Go to content
We worked with Cambridge University to create a rich and elegant, digital version of their award-winning, alumni magazine.

The Client

Cambridge Alumni Magazine (CAM) is a print magazine, distributed to Cambridge University alumni.

Reinvigorating the art of the spirited essay, CAM brings together the best of Cambridge thought and debate. Published three times a year by Development and Alumni Relations, The University of Cambridge – it carries intelligent, in-depth features, news and events from the University and a fiendishly-difficult prize crossword.

Following a redesign, the University of Cambridge wanted to replicate the highly visual print magazine with a rich digital version – CAM Digital.

The challenge

The university wanted a digital version of the magazine that was as high quality as the award-winning print version. The magazine was available to read online in PDF format, but this is a restrictive format for a magazine and not at all mobile phone friendly.

Project goals included:

  • Design: present a design that complements the print version and displays the ‘simple elegance’ requested by the client.
  • Content Management System (CMS): provide the client with an easy-to-use CMS, giving them confidence to take ownership of their site.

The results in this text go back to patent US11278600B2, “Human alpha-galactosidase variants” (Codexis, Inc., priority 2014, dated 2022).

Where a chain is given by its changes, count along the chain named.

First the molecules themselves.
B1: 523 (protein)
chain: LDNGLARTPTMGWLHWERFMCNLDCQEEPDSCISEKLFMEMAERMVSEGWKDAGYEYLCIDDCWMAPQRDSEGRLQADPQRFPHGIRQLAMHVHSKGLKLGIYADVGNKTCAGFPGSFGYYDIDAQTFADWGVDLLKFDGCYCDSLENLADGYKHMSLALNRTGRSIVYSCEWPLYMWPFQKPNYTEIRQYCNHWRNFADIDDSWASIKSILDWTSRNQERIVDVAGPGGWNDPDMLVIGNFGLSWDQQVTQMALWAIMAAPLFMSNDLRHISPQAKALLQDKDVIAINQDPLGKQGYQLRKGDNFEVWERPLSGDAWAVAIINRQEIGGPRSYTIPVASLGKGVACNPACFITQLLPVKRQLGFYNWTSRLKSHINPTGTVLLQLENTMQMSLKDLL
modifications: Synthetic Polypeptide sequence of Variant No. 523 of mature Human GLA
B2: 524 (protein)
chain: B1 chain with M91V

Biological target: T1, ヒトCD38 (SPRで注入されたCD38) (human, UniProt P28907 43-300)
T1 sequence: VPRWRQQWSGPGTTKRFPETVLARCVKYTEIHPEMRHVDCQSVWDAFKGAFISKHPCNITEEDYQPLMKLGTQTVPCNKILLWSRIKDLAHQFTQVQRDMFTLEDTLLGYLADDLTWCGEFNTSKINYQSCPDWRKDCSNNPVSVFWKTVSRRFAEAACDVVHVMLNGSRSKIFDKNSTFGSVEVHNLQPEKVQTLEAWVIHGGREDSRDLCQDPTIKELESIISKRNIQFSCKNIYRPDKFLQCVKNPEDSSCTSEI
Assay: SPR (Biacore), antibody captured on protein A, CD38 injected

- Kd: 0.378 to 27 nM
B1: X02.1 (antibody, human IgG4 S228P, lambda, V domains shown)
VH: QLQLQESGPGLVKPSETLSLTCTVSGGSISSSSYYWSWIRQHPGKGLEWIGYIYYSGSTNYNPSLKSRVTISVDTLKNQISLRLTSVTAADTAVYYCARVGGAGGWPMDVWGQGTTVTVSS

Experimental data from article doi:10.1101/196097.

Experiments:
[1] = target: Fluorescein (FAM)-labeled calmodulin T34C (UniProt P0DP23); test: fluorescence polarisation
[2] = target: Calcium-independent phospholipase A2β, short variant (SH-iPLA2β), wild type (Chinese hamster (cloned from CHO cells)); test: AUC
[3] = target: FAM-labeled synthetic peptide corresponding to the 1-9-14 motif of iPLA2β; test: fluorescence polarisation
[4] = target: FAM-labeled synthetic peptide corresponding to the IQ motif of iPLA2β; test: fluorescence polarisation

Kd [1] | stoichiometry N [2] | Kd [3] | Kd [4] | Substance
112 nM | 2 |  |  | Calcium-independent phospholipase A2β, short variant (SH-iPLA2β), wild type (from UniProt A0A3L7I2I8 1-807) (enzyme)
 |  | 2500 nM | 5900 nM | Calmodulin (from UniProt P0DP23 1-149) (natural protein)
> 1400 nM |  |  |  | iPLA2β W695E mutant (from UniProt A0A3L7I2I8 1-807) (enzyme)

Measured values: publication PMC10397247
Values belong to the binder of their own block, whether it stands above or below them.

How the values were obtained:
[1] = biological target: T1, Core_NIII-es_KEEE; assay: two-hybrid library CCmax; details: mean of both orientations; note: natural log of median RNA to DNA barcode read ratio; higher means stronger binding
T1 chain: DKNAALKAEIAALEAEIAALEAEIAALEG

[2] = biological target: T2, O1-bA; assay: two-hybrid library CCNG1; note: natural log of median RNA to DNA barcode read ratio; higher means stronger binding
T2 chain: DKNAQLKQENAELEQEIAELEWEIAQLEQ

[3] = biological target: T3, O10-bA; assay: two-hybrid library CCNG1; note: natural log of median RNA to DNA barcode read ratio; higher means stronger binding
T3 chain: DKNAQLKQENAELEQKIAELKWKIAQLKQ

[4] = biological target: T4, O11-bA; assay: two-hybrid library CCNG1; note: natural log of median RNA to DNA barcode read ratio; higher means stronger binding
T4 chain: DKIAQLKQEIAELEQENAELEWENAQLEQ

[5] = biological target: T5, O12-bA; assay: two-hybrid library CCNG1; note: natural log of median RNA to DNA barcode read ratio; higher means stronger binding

• Stakeholders: involve stakeholders throughout the process, to ensure the smooth running of the project.
An article from CAM Digital about break dancing with a central image of a happy break dancer.

Simply elegant design

On this project, our design could really shine. The print magazine has great visual impact, we wanted to continue and evolve this from printed page to screen. However, print design doesn’t always easily transfer to digital and there were certain elements that needed attention.

The typographic styles used in the magazine weren’t suitable for digital, so our Design Strategy Director chose a font sympathetic to the print version, and designed typography for online use.

We designed for varied and strong imagery. The CAM team regularly commission diverse, and impactful illustration and photography, so we gave them layouts and page elements that would allow these assets to be used on the website too.

Archive copies of the magazine are available to readers. But, some old issues use different designs and layout. So we designed the website to be flexible enough to work with the illustrative assets from the older issues.

We designed a menu structure which reflected the index of the print issue, but allowed for article formats changing over time. New readers, on discovering an article format they enjoy, can easily read any they’ve missed.

It’s everything we hoped for.

Bruce Mortimer, Director, Development and Alumni Relations, University of Cambridge

Embracing the internet

The online version offers readers the additional benefits of audio and visual content, browsing through back issues, exclusive online articles, and searching for their favourite articles.